He had tried to smoke and salt fish when they had first come to Lizard, and watched his fish spoil afterward, had gone at last, after humiliating himself more than once, to the fishermen and learned their secrets. The smell of wood smoke always reminded him of his failures, of eating the fish that even loyal Nettle would not eat and being violently ill for half a day afterward. It was the dryness, not the smoke (as he had thought), that preserved the fish from decay.

    "Tartaros! Can you hear me, Tenebrious Tartaros? Are you listening?" When he had written about Auk, he had shown Tartaros replying instantly to such pleas as those; but here was no book, no story, and there was no answer at all.

    This grass-like stuff was wheat, presumably. Some sort of grain. They grew wheat, in that case, in the dark beyond the Aureate Path, the darkness of which the shade was a mere material shadow cooling the whorl, cooling even the breath of Molpe.

    Hare had joined General Mint after Blood died, and had told them about the eagle and the old kite maker's praying to Molpe for a wind. The wind had come, he said. The wind, and winter, too. Winter at last, with snow to refresh fields as hot and dry as dead fish hanging over a fire.

    How hard the wind had blown, and how bitterly, bitingly cold it had been when they had gone down into the tunnels!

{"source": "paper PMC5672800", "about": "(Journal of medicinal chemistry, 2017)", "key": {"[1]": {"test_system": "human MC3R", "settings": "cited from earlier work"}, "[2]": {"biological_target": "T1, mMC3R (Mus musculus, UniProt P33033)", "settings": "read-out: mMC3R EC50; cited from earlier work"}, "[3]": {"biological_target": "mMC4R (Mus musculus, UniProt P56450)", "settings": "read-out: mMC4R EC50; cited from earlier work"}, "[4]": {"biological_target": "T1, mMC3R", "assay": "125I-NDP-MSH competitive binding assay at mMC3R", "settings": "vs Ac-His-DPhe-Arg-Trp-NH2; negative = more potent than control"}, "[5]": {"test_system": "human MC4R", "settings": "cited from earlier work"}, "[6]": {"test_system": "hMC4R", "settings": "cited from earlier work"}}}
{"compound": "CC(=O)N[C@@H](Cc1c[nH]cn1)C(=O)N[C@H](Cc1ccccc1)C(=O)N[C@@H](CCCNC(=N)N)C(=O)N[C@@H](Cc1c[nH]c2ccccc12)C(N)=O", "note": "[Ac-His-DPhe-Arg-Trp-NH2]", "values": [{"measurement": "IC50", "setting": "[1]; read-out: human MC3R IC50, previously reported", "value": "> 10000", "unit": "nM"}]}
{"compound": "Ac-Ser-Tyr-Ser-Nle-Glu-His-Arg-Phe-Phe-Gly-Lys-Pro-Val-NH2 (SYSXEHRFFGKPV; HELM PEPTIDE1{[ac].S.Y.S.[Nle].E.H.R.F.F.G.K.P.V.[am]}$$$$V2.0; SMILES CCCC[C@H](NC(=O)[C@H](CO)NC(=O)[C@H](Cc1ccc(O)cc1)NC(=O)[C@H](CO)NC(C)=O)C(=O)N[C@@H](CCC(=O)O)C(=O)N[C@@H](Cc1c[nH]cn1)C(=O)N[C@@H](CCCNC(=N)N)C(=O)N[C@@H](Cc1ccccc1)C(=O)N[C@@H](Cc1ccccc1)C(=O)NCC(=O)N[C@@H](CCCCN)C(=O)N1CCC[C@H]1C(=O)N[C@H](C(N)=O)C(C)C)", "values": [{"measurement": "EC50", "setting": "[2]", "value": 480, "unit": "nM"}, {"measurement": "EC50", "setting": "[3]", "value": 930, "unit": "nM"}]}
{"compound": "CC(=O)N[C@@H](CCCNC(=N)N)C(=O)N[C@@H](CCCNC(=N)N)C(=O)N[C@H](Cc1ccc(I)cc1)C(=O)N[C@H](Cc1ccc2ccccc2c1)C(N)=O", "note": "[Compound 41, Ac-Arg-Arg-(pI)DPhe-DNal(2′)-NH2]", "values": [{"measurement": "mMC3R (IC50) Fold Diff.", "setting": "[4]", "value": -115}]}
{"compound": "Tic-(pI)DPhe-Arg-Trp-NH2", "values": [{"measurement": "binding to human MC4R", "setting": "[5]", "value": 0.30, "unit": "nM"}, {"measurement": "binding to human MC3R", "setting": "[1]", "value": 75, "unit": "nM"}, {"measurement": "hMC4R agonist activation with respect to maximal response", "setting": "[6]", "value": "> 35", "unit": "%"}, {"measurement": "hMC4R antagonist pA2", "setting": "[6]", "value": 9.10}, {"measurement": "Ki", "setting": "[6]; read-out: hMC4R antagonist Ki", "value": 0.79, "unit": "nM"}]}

Not like Green. No, not like Green at all.

    The bomb had burst, and Hyacinth had feared that their horse had been killed. Hyacinth, freezing cold and a little dirty, so beautiful in the dim light and wind-driven snow that it had been hard to look at her. Nettle had been cheerful and brave; but Hyacinth had been lovely, always lovely and always finding new ways to be lovely even when she was exhausted or shrieking curses. Hyacinth had hated all men, had hated men in the aggregate, because of things that had been said to her and things she had been forced to do for money, humiliations worse than spoiled fish.

    He had loved Nettle—Nettle, whose mother had hated her from the moment of conception, as the name she had given her had made only too plain—and had envied Patera Silk Hyacinth (lovely, savage Hyacinth) with all his heart.

    He stumbled and fell, got up again, too weary to swear, and looked for the golden rectangle; but it had vanished. He was tired, he discovered. Weak and tired and light-headed, and what was the use? Sighing, he dropped to his knees, then stretched out upon the soft, half-grown grain.

    If Hyacinth had indeed been his, he would never have gone to Blue, never have gone to Green, never have died on Green ....

    For the first time he admitted himself that he was truly dead, that he had died in the medical compartment of the pillaged lander he had struggled so desperately to repair. This was the whorl again, the Whorl in which he had been born, and this was the only afterlife he had been granted.

    If he had somehow possessed Hyacinth, he would still be in the Long Sun Whorl. He had not possessed her, yet here he was, without the Long Sun.

    His eyes shut of themselves, seeing no less shut than open; and the soft cold swirling snow of another day filled his mind, mocking the dry heat of black night.

    Wings beat overhead, and a harsh voice called, "Silk? Silk? Silk?" But he did not reply.